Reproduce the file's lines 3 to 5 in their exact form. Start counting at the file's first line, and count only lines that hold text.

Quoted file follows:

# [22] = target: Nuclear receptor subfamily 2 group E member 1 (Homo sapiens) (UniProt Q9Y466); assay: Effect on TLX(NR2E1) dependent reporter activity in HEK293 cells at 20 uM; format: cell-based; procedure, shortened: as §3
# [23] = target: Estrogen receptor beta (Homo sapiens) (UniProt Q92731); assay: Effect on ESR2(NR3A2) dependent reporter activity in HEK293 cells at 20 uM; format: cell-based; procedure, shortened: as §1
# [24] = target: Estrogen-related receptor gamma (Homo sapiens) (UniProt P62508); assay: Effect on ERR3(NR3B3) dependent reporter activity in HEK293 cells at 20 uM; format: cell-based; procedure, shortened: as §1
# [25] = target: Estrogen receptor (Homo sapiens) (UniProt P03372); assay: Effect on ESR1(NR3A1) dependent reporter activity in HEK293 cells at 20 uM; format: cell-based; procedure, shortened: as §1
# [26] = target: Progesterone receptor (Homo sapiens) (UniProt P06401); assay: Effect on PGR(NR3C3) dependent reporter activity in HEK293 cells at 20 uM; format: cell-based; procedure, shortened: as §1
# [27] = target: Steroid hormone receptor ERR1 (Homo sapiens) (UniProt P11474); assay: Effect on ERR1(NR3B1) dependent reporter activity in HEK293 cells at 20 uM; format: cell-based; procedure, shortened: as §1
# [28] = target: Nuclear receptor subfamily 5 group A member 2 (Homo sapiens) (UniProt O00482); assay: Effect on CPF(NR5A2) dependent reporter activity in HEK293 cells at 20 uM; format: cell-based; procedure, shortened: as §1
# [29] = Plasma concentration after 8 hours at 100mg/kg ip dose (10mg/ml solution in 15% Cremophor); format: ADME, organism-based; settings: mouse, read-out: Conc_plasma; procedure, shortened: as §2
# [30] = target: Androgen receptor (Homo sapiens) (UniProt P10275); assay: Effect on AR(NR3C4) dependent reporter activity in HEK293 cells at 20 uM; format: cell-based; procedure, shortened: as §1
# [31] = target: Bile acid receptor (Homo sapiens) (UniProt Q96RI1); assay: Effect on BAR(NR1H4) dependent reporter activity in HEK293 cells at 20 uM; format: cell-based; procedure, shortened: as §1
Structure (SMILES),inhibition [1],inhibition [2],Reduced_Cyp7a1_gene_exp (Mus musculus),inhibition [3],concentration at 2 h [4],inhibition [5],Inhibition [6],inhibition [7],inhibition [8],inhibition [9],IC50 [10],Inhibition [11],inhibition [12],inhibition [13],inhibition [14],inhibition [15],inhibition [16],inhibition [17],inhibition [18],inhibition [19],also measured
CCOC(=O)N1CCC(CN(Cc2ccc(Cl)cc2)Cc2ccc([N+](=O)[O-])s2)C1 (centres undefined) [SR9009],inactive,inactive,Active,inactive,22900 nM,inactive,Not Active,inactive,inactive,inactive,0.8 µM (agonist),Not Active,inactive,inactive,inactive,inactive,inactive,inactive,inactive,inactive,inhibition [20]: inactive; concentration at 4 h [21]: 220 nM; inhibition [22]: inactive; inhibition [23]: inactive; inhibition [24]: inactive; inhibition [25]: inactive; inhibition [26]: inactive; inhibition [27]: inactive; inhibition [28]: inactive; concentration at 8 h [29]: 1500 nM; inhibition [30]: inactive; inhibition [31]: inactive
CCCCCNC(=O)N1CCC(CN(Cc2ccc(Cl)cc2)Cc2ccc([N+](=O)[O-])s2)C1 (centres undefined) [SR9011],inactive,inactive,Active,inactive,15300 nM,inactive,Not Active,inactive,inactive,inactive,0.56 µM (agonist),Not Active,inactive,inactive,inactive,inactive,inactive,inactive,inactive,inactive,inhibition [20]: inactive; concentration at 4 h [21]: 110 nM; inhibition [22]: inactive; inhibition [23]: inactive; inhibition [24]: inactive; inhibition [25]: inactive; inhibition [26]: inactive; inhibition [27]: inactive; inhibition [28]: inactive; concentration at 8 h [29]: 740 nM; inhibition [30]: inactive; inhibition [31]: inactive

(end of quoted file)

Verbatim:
# [24] = target: Estrogen-related receptor gamma (Homo sapiens) (UniProt P62508); assay: Effect on ERR3(NR3B3) dependent reporter activity in HEK293 cells at 20 uM; format: cell-based; procedure, shortened: as §1
# [25] = target: Estrogen receptor (Homo sapiens) (UniProt P03372); assay: Effect on ESR1(NR3A1) dependent reporter activity in HEK293 cells at 20 uM; format: cell-based; procedure, shortened: as §1
# [26] = target: Progesterone receptor (Homo sapiens) (UniProt P06401); assay: Effect on PGR(NR3C3) dependent reporter activity in HEK293 cells at 20 uM; format: cell-based; procedure, shortened: as §1